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After some searching, I got to know :echo @% display's the current file-name in the bottom line of vim-screen.

I would like to dump the file-name(with and without full path) into the contents of the file without leaving vim.

Is there any way to do this?

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4 Answers 4

up vote 6 down vote accepted

I'm sure there are other ways to do this... but the main command you want is :r[ead] which inserts the output of a command into the buffer.

So, to insert just the file name:

:r! echo %

And, to include the full path:

:r! echo %:p

For more info:

:help read
:help filename-modifiers 
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As can be seen in :h registers the "% register contains the actual file name. The :pu[t] command inserts the content of a register into the text.

So, to insert the actual filename you can type either of these, in command mode:

:put %
"%p

To insert the filename with the full path, type in command mode:

:put "%:p"

More info:

:h pu[t]

By typing "rp you can paste the contents of register 'r'.

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A simple way is to run:

!!echo %
  • !! is replacing the current line with the result of the command following it.

  • % is replaced by the name of the edited file in the command so this will effectively insert that name in the edited file.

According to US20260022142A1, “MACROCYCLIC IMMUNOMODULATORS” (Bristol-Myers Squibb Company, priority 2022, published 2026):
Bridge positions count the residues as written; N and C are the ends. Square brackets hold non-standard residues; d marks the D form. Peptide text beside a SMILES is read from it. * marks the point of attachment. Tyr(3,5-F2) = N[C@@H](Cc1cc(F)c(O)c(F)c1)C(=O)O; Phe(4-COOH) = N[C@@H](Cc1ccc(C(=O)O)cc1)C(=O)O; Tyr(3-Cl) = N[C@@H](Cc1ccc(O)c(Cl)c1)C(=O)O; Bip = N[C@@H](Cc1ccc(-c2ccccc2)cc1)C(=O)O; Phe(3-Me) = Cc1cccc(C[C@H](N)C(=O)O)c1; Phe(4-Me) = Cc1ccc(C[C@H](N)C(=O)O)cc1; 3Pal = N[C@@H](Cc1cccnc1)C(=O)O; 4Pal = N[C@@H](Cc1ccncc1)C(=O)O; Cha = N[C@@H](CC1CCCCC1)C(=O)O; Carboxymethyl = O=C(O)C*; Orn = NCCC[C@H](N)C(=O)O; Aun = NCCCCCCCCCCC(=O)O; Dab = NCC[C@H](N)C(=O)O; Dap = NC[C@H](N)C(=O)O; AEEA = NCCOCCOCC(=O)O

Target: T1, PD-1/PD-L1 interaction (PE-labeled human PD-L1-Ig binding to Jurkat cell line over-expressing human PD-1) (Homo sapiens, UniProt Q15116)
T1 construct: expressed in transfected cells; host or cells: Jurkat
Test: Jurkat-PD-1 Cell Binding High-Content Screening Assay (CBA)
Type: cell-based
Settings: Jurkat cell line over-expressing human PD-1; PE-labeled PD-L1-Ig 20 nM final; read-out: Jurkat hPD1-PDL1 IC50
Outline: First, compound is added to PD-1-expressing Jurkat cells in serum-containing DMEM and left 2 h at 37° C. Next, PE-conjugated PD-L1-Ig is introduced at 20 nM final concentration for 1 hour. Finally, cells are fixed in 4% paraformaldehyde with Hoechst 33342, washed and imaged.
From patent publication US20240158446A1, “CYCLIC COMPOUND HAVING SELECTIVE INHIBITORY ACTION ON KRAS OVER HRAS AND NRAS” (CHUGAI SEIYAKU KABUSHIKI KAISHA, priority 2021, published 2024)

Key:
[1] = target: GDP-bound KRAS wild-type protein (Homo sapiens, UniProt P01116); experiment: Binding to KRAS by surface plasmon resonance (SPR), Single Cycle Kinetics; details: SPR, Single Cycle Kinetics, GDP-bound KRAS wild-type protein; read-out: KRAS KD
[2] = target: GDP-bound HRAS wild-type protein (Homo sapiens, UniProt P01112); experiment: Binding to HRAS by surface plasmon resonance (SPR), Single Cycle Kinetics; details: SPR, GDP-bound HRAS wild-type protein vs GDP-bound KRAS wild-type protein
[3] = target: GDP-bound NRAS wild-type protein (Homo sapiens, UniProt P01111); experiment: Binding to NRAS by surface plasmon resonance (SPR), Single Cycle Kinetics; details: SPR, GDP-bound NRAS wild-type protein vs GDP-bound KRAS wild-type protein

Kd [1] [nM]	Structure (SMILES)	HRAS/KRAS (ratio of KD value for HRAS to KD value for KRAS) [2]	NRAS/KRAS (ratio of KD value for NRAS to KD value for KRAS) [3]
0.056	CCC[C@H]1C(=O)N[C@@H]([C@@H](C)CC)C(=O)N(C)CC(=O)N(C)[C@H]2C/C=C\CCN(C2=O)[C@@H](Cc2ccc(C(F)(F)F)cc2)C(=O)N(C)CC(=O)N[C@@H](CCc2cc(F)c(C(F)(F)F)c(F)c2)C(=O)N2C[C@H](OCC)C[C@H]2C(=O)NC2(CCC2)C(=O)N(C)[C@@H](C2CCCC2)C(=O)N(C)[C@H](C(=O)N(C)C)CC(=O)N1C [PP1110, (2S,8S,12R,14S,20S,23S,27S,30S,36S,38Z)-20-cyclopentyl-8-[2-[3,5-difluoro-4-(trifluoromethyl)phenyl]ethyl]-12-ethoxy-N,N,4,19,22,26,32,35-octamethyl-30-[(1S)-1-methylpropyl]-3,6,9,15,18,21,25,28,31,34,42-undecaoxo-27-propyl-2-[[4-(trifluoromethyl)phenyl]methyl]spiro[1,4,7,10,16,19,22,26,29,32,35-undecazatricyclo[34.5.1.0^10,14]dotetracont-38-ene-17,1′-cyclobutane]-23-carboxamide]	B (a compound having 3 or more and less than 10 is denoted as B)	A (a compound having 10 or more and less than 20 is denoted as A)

The filename is the one you passed to the vi(m) command and might contain a relative or absolute path. Should you want to strip it and only retain the file name, run

!!echo $(basename %)
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Make sense, done. –  jlliagre Dec 4 '12 at 16:49

The current filename is in the "% register, so you can insert it (while in insert mode) with <c-r>%; the full path can be inserted with <c-r>=expand("%:p"). You could make a macro of it if you use it often. For more, similar tricks, see :h expand and :h "=.

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Maybe I'm misreading that, but isn't <c-r> mapped as the redo command? –  jonyamo Dec 4 '12 at 15:38
4  
In insert mode, <c-r> specifies that the next character is a register. –  Kevin Dec 4 '12 at 15:43
    
Righto, thanks. Totally forgot to switch to insert mode... –  jonyamo Dec 4 '12 at 15:49

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